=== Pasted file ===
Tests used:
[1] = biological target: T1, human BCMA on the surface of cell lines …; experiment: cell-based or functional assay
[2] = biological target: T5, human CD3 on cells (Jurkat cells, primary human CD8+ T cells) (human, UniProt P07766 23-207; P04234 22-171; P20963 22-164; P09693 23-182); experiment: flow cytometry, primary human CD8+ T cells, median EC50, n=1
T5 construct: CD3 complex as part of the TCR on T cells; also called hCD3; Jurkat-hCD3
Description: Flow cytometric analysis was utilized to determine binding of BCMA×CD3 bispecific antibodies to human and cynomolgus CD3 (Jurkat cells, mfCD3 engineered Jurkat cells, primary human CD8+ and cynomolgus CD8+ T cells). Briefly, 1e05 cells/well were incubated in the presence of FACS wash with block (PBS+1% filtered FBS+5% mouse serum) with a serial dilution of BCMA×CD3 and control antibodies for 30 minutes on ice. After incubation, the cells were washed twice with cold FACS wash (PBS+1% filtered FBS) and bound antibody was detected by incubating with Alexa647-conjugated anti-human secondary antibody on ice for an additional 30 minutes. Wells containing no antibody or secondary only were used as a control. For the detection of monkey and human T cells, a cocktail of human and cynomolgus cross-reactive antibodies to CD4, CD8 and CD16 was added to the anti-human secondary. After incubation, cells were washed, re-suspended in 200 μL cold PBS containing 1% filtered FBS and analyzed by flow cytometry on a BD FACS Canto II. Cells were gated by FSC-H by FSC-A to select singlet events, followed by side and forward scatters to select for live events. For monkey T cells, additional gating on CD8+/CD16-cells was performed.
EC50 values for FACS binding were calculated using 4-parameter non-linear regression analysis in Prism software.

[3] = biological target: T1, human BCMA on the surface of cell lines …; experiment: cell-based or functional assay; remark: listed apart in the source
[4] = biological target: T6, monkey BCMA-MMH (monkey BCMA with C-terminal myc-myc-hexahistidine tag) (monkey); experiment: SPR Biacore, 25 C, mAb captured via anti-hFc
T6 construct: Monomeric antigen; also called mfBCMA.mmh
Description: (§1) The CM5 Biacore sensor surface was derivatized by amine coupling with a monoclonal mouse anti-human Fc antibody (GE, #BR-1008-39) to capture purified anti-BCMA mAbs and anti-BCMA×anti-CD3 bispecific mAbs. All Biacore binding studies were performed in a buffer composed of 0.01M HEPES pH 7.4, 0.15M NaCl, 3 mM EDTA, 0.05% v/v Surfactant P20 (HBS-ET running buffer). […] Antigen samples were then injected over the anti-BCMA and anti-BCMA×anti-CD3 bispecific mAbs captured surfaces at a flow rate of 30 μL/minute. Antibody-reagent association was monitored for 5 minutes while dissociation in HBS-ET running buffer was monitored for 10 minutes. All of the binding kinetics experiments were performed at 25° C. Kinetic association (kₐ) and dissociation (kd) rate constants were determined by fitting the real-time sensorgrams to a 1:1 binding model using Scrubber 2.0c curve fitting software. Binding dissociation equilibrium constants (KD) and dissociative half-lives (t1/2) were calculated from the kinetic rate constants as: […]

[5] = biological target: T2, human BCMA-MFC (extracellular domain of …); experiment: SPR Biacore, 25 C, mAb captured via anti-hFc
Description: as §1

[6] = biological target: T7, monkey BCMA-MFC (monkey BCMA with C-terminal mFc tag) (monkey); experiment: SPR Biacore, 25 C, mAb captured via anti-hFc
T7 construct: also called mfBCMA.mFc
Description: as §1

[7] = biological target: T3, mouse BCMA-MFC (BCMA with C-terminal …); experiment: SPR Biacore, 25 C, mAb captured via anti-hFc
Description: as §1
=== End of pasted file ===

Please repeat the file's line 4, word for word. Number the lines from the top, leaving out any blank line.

T5 construct: CD3 complex as part of the TCR on T cells; also called hCD3; Jurkat-hCD3